How to make healthy choices when eating out

Healthy Choice 2


As you probably already know, I write for a food magazine (Taste Magazine) as well as my weekly Food Friday features here on the website. As much as eating out is great and fun, it sometimes becomes a chore when you are trying to eat sensibly or follow a diet plan.

I dine out regularly as part of my work with Taste as well as client meals and work events let alone date nights with the husband. As much as I am always mindful and try to make a healthy choice, it can be damned hard, especially when your host or chef is watching over you wanting to get your reaction on a risotto with a life times supply of cheese or the triple cooked in beef fat fries. Thankfully I don’t have a sweet tooth but it’s hard to say no!

I know it’s something other people struggle with to, so the lovely Rebecca Moore has kindly given her suggestions on how to be healthier when dining out!

My name is Rebecca and I have ZERO will power.

No really, it’s true. Every single day (ok that’s a lie) – MOST days I start out with really good intentions and begin my day with warm water and lemon, followed by a green tea. I might even have a green smoothie, admittedly I will then curse the damn Nutribullet because it leaked AGAIN but, hello – I’M DRINKING LIQUIFIED KALE AND SPINACH, kudos to me.

Then I move on with my day, knowing that at some point throughout the day I will faced with a choice; to eat the food I shouldn’t eat or not eat the food I shouldn’t eat. Obviously I eat the food, I’ve already told you I have no will power.

One thing I CANNOT say no to is an invitation to eat out, I honestly don’t think that I have ever declined this kind of invitation. Clearly, as a person that drinks green drinks, I have some awareness of my health and nutrition, so I think that I’ve developed some pretty good tips for maintaining a balanced strategy for eating out when trying not to over indulge.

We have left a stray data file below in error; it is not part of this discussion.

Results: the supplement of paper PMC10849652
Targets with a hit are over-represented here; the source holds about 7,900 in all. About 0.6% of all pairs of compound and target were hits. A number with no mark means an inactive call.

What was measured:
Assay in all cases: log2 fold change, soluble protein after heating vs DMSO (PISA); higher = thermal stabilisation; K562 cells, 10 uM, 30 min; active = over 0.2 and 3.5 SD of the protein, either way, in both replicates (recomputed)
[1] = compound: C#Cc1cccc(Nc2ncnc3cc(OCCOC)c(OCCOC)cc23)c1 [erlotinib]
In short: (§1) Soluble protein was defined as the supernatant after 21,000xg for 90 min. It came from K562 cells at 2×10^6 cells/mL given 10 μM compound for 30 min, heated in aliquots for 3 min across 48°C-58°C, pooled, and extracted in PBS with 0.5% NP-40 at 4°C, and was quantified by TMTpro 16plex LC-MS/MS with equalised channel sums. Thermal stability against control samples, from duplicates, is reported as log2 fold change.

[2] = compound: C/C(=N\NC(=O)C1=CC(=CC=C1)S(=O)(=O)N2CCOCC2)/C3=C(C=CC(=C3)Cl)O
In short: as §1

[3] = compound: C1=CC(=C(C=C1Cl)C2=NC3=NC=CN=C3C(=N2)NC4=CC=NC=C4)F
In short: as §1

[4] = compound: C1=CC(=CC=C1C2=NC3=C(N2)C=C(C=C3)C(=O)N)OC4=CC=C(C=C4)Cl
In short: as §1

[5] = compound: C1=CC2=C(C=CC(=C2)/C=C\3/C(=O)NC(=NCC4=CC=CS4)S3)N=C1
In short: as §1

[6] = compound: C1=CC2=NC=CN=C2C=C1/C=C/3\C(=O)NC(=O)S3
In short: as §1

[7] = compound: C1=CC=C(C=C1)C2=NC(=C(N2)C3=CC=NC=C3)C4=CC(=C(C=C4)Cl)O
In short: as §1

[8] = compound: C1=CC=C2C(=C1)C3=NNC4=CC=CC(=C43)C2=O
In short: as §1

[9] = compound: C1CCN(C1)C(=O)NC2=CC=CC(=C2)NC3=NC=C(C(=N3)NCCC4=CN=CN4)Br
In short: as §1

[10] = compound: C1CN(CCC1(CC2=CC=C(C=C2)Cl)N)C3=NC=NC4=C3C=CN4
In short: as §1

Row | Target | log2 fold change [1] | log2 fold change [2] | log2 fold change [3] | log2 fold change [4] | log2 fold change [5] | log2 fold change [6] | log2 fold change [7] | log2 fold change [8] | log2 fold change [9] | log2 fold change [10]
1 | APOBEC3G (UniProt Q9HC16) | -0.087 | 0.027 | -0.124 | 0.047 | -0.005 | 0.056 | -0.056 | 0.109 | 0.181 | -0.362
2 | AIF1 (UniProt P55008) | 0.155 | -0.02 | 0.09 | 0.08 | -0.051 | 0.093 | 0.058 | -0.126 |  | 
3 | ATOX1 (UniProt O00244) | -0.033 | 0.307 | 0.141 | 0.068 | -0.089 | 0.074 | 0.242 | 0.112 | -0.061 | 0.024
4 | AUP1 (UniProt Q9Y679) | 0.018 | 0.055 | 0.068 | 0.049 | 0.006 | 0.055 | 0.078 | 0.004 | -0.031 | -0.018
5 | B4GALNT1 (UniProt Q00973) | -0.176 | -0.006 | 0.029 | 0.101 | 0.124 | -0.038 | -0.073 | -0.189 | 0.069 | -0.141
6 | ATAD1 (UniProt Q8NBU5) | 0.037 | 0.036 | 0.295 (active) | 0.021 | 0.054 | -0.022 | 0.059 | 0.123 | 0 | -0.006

At The Restaurant-

  • Opt for the items that are ‘grilled or steamed’ – that way you know that there isn’t going to be extra fats added during the cooking process. If you are really committed to this, you could ask which oil they are using, or ask for your meal to be prepared ‘dry’ which means no fats or oils used at all. With this in mind, pay attention to the sauce that accompanies a dish too; as many are heavy on cream, butter or cheese. Yes, they are creamy and delicious but they are super high in calories and fats.

Healthy Choice 4

  • Ask the waiting staff if you can swap the sides; fries for salad, coleslaw for veggies or crudités. Even the ‘healthy’ sweet potato fres have probably lost all of their nutritional value by being crucified in a deep fat fryer. Many restaurants now offer vegetables sticks and hummus on kid’s menus but not on the adults, just ask if they could substitute! If you do opt for a salad (LOL) ask for the dressing on the side. It’s not uncommon to have a Caesar salad drowned in calorific dressing and despite the clever marketing ploys that take advantage of poor food education, ‘light’ and ‘fat free’ dressings are loaded with sugar and salt. If you want some dressing, try a splash of balsamic vinegar or ask for some avocado to be added for creaminess and try a dash of chilli flakes on top.

Healthy Choice 1

  • If you consider to be relatively classy and choose wine as your tipple, please aware that is it prreeettyy high on the calorie front. However, always looking for a silver lining, Medical Daily report that wine has health benefits from high levels of anti-oxidants that can lower cholesterol, and reduces the risk of diabetes. Although, drinking a spritzer with plenty of ice and soda water is also recommended.